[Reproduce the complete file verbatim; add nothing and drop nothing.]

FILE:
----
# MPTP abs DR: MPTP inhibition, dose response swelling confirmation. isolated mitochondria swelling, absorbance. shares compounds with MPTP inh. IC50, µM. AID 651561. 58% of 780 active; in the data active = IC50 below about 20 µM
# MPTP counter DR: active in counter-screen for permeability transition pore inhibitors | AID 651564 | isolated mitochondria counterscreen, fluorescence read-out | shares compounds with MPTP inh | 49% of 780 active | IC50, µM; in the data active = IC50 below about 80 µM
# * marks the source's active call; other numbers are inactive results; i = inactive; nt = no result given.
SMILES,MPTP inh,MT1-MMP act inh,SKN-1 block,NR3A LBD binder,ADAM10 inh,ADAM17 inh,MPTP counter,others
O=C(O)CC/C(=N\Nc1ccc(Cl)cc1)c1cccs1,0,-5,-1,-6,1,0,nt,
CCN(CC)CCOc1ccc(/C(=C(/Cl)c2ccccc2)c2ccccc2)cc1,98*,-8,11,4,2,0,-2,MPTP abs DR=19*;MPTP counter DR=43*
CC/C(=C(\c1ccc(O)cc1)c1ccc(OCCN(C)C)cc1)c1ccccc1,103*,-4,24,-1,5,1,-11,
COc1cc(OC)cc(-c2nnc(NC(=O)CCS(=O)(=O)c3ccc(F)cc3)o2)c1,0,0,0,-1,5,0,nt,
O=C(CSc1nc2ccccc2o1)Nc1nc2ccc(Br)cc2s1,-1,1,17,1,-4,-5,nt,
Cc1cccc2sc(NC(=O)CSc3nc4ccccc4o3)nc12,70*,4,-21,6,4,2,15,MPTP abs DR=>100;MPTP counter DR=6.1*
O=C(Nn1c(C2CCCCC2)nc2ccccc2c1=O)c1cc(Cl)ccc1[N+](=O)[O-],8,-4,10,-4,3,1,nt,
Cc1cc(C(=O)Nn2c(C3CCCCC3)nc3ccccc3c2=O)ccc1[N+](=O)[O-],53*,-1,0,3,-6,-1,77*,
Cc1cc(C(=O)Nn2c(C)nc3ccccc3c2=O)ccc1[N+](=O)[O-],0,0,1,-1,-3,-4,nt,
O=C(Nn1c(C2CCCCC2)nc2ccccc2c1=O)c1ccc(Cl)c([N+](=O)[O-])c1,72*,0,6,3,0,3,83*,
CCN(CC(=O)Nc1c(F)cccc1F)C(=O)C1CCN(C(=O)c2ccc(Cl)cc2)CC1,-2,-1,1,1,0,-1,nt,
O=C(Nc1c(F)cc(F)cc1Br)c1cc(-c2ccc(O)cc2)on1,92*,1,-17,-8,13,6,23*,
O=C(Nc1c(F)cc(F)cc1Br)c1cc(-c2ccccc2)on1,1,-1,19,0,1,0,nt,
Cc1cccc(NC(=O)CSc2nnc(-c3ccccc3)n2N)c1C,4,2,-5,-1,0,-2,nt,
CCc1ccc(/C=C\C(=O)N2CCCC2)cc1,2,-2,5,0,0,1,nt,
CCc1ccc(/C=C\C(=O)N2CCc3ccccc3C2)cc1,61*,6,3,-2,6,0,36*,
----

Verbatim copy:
# MPTP abs DR: MPTP inhibition, dose response swelling confirmation. isolated mitochondria swelling, absorbance. shares compounds with MPTP inh. IC50, µM. AID 651561. 58% of 780 active; in the data active = IC50 below about 20 µM
# MPTP counter DR: active in counter-screen for permeability transition pore inhibitors | AID 651564 | isolated mitochondria counterscreen, fluorescence read-out | shares compounds with MPTP inh | 49% of 780 active | IC50, µM; in the data active = IC50 below about 80 µM
# * marks the source's active call; other numbers are inactive results; i = inactive; nt = no result given.
SMILES,MPTP inh,MT1-MMP act inh,SKN-1 block,NR3A LBD binder,ADAM10 inh,ADAM17 inh,MPTP counter,others
O=C(O)CC/C(=N\Nc1ccc(Cl)cc1)c1cccs1,0,-5,-1,-6,1,0,nt,
CCN(CC)CCOc1ccc(/C(=C(/Cl)c2ccccc2)c2ccccc2)cc1,98*,-8,11,4,2,0,-2,MPTP abs DR=19*;MPTP counter DR=43*
CC/C(=C(\c1ccc(O)cc1)c1ccc(OCCN(C)C)cc1)c1ccccc1,103*,-4,24,-1,5,1,-11,
COc1cc(OC)cc(-c2nnc(NC(=O)CCS(=O)(=O)c3ccc(F)cc3)o2)c1,0,0,0,-1,5,0,nt,
O=C(CSc1nc2ccccc2o1)Nc1nc2ccc(Br)cc2s1,-1,1,17,1,-4,-5,nt,
Cc1cccc2sc(NC(=O)CSc3nc4ccccc4o3)nc12,70*,4,-21,6,4,2,15,MPTP abs DR=>100;MPTP counter DR=6.1*
O=C(Nn1c(C2CCCCC2)nc2ccccc2c1=O)c1cc(Cl)ccc1[N+](=O)[O-],8,-4,10,-4,3,1,nt,
Cc1cc(C(=O)Nn2c(C3CCCCC3)nc3ccccc3c2=O)ccc1[N+](=O)[O-],53*,-1,0,3,-6,-1,77*,
Cc1cc(C(=O)Nn2c(C)nc3ccccc3c2=O)ccc1[N+](=O)[O-],0,0,1,-1,-3,-4,nt,
O=C(Nn1c(C2CCCCC2)nc2ccccc2c1=O)c1ccc(Cl)c([N+](=O)[O-])c1,72*,0,6,3,0,3,83*,
CCN(CC(=O)Nc1c(F)cccc1F)C(=O)C1CCN(C(=O)c2ccc(Cl)cc2)CC1,-2,-1,1,1,0,-1,nt,
O=C(Nc1c(F)cc(F)cc1Br)c1cc(-c2ccc(O)cc2)on1,92*,1,-17,-8,13,6,23*,
O=C(Nc1c(F)cc(F)cc1Br)c1cc(-c2ccccc2)on1,1,-1,19,0,1,0,nt,
Cc1cccc(NC(=O)CSc2nnc(-c3ccccc3)n2N)c1C,4,2,-5,-1,0,-2,nt,
CCc1ccc(/C=C\C(=O)N2CCCC2)cc1,2,-2,5,0,0,1,nt,
CCc1ccc(/C=C\C(=O)N2CCc3ccccc3C2)cc1,61*,6,3,-2,6,0,36*,